Simply because I can, I’m going to turn to Wikipedia to define exactly just what an “Indie Game” is: ‘Independent video games (commonly referred to as indie games) are video games created by individuals or small teams without video game publisher financial support. Indie games often focus on innovation and rely on digital distribution.’ With that out the way, I want to explore why such games have become more popular in recent years, and how it’s happening.
Two years ago, Swedish games programmer Markus Persson walked out of the development studio where he’d spent the last four years of his life making free-to-play flash games, went back to his apartment, and created Minecraft. His impulse was guided by the simple notion that game developers should only make games they care about. Less than two years after its release, Minecraft has been purchased by more than 1 million people around the world. [courtesy of Laura Parker, GameSpot AU]
The fact that Minecraft, Braid and World of Goo, for example, have succeeded, just goes to show that if you have a good idea, and can get it out there, anything is possible. A lot of the time though, indie developments don’t do very well at all. Some don’t even get any recognition whatsoever. Gamers nowadays seem to be of two categories; mind-blowing HD wonders with 3D landscapes, unique extras and fantastic online capability, or simple 2D point-and-clicks, which above all are mostly addictive, simple, innocent fun. I personally am not a big fan of open-world shooters or unrealistic driving games, instead I much prefer to just sit at my computer and play for a few hours on Broken Sword II: The Smoking Mirror.
I asked Stuart Lilford about his recent development Entrapment, available now at the AGS Bakesale, raising money for children’s charity Child’s Play:
So Stuart, tell me a little about yourself.
I’m 22. I’m originally from Hull in East Yorkshire. I studied Computer Game Design at University. My favourite film is The Dark Knight. I love KFC. I have two Labradors and My favourite musican is Bob Dylan.
And what is Entrapment?
Entrapment is a Thriller/Horror/Drama/Crime Adventure game. It’s set in a hotel and the aim of the game is to escape and track down a serial killer. It’s made using Adventure Games Studio (AGS), which is a free game-creation tool that people can use to create games, more specifically to create adventure games similar to the Monkey Island games, Day of the Tentacle, Broken Sword, Beneath a Steel Sky, Simon the Sorcerer and so on. The community has a vast array of games made with the engine. Key inspirations for me are the Chzo Mythos and pretty much any game by Ben Chandler.
What inspired you to start working on your own independent game?
I have wanted to be a game designer since I was a kid and throughout my education I have always tried to tailor my qualification into that eventual job role. I went to college, then to University and I even had jobs in the ‘main stream’ games industry as a QA Tester at companies such as Rare and Codemasters. Unfortunately I had a lot of trouble trying to get a job in the industry as a designer. It seems that companies want people with experience, but how is a graduate meant to get experience when no one will take him? I eventually got sick of applying and decided to design and make my own games. Entrapment came about when I had to create a game as part of my University degree. This is how Entrapment started, all I handed in was a demo, but after University I felt as though I should continue the game, so I worked on it and it grew and developed into what it is today. Then I joined the AGS Bake Sale and submitted Entrapment to be a part of it.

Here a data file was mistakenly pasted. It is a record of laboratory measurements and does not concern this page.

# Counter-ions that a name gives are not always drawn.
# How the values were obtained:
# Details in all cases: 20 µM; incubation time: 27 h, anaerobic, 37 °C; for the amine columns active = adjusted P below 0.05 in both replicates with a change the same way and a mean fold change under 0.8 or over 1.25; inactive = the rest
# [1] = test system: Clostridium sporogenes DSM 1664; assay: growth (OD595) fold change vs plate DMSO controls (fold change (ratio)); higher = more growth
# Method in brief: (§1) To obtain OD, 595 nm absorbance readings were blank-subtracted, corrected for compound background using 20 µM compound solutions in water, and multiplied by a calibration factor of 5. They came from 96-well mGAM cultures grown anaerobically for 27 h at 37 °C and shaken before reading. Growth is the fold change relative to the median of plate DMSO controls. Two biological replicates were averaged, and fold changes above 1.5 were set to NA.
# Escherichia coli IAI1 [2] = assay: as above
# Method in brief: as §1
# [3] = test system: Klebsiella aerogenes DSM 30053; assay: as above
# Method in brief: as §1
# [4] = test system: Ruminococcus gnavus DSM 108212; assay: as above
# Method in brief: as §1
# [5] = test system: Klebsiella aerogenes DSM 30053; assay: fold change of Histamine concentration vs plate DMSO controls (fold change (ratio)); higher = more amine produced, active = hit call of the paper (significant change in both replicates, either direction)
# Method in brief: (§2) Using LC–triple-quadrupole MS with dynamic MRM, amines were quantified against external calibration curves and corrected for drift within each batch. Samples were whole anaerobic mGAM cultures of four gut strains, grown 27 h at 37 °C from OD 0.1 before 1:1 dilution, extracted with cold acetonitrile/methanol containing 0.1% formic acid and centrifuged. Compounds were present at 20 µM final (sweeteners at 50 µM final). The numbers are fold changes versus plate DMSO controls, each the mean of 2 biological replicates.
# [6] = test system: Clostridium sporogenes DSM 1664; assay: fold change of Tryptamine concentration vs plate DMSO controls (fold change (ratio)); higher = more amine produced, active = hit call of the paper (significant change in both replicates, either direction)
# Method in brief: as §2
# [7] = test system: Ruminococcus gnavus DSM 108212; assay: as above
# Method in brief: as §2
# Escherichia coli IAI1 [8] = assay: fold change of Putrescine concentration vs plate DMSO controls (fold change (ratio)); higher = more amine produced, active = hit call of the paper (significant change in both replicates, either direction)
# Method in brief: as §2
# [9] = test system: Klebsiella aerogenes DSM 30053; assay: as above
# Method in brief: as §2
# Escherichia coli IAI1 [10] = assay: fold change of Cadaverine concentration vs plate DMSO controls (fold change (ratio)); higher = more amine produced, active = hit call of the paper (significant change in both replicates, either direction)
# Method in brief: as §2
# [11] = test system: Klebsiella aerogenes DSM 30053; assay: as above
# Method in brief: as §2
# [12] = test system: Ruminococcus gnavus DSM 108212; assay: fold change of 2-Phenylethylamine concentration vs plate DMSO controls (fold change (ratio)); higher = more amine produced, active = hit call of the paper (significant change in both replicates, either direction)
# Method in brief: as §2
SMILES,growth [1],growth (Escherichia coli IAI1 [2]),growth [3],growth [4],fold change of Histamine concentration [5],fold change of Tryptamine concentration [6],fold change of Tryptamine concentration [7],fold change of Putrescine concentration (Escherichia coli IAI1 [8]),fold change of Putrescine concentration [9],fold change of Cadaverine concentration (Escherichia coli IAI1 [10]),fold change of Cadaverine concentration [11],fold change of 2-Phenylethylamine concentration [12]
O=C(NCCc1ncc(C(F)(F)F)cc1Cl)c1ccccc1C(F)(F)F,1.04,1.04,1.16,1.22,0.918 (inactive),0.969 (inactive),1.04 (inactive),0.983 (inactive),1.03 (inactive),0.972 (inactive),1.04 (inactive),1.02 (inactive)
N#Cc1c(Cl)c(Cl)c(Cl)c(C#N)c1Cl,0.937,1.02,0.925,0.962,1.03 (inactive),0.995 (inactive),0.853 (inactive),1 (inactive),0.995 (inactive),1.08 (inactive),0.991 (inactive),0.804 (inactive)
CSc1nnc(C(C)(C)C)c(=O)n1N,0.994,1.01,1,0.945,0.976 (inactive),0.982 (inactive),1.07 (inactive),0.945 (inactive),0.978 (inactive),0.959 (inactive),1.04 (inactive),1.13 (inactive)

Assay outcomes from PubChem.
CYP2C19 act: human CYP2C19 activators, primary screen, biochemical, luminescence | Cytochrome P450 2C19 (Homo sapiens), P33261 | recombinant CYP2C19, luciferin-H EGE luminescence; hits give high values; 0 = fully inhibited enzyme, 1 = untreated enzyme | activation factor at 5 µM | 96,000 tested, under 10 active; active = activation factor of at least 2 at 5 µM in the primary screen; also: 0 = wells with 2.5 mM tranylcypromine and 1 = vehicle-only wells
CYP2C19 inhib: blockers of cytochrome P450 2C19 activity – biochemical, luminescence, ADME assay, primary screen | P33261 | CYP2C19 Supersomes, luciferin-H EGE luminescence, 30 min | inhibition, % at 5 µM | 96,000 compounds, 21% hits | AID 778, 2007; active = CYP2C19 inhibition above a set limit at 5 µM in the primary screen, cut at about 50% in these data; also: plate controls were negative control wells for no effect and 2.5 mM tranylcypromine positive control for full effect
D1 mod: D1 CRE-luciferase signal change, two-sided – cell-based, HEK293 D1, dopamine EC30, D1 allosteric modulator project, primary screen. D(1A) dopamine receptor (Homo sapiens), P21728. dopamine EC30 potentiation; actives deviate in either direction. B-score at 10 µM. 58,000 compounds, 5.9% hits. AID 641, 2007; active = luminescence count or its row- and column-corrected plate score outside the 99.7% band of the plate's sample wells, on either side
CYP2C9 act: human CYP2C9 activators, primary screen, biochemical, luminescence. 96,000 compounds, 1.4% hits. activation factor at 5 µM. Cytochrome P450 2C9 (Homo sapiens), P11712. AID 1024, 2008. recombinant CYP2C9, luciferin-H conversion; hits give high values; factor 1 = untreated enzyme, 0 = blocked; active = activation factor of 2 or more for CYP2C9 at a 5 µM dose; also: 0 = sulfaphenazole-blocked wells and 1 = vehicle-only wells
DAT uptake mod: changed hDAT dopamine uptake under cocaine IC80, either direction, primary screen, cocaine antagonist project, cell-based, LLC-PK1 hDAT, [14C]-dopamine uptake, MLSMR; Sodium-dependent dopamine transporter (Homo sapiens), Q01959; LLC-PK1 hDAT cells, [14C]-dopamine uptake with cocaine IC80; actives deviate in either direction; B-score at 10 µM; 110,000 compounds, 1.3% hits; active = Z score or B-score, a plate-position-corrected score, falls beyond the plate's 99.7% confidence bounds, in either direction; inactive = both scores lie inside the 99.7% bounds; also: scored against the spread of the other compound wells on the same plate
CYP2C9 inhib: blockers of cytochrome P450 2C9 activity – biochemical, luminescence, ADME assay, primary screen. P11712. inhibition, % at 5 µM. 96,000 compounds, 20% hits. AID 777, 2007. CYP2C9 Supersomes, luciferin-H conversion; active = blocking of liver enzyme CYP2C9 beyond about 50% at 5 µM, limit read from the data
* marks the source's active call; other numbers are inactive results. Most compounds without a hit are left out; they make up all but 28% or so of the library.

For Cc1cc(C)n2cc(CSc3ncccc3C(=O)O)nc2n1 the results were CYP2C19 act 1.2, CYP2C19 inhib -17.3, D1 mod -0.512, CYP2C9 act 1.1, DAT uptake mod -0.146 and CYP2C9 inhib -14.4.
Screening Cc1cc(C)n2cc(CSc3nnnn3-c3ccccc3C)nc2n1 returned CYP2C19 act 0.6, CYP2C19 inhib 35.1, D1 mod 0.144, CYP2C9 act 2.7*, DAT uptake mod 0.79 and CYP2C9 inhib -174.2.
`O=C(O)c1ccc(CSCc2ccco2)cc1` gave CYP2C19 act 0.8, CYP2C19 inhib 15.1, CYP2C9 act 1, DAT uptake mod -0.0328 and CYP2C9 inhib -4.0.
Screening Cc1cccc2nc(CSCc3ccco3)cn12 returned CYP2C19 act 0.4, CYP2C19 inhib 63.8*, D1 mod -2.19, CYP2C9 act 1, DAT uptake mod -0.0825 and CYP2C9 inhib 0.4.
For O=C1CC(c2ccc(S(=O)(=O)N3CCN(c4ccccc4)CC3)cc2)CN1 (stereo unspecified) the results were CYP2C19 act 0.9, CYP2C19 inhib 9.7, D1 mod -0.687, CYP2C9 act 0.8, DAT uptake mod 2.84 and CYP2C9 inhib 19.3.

Tell me about the AGS Bake Sale.
Like games? Want to give to charity? You’re in luck! The AGS Bake Sale is a bundle of games made with Adventure Game Studio. There are 14 games altogether, including Entrapment. How much is it? The beautiful thing about the Bake Sale is that you pay what you want! The minimum payment is $1.50, which works out at around 99p. So you can pay £1 or £100, it’s totally up to you and the other great thing is that ALL of the money you pay goes to charity. The charity is Child’s Play, who work with sick children in hospital to bring them video games.
Given the opportunity, would you take up another independent project, for example a bigger, better version of Entrapment, or even a sequel?
I have thought about a sequel to Entrapment. I have an idea of how the story would work and the location, but I’ve also thought about perhaps creating a deluxe version of Entrapment, a director’s cut, if you will. But these projects would be way in the future. Right now I want to try something new. I have a bunch of ideas that I want to work on, but the key problem for me is time, or lack of it. I would love to have a magical cupboard where time doesn’t exist and I could work on games all the time. But unfortunately, they don’t exist. Realistically, I would like to release one or two short games within the next year. Perhaps once my skills are refined, I will start work on a bigger game. I have ideas for those too. But you should be sure to keep an eye on Lightbulb Games for future projects.
So it seems there’s definitely an industry for indie developed games out there, if anyone is interested in visiting the AGS Bakesale, I know Entrapment is awesome, and I’ve also played The Rail (James Dearden, Creative Director at Technocrat) which is simple, amazing fun. Since its gradual introduction to the gaming industry, indie games have certainly earned their place, and I think it will take a lot to budge them.